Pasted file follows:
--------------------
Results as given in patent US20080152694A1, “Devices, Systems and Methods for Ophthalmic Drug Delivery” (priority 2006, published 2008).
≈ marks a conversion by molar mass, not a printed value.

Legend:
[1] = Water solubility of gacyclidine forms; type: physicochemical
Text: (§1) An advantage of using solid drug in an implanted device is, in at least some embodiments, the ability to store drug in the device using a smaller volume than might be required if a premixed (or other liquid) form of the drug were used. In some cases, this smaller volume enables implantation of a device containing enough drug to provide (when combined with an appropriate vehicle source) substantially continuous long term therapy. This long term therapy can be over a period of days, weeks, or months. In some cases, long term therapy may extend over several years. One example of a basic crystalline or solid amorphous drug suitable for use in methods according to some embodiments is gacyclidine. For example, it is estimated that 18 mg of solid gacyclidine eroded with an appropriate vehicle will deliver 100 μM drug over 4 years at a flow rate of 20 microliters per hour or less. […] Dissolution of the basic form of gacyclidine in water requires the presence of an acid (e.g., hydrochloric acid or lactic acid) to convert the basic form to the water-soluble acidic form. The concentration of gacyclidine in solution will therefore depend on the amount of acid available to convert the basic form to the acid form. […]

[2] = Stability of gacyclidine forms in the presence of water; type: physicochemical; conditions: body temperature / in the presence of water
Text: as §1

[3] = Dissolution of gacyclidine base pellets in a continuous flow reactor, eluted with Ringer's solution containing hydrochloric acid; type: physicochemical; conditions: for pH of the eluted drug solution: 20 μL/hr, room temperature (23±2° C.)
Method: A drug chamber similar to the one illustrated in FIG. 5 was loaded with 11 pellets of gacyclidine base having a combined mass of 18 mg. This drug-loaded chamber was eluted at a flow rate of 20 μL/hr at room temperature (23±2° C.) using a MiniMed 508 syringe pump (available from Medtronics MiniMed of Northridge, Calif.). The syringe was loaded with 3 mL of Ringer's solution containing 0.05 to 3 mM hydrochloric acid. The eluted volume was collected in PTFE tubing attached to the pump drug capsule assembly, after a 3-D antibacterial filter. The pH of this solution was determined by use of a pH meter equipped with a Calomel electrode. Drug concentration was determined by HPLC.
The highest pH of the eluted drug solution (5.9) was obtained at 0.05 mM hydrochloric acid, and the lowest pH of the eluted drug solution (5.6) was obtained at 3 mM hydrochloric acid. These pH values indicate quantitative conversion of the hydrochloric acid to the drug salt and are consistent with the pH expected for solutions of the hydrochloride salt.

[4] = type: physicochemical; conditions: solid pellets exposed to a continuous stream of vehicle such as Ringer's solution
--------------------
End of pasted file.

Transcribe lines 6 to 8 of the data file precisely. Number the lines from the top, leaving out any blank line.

[2] = Stability of gacyclidine forms in the presence of water; type: physicochemical; conditions: body temperature / in the presence of water
Text: as §1

[3] = Dissolution of gacyclidine base pellets in a continuous flow reactor, eluted with Ringer's solution containing hydrochloric acid; type: physicochemical; conditions: for pH of the eluted drug solution: 20 μL/hr, room temperature (23±2° C.)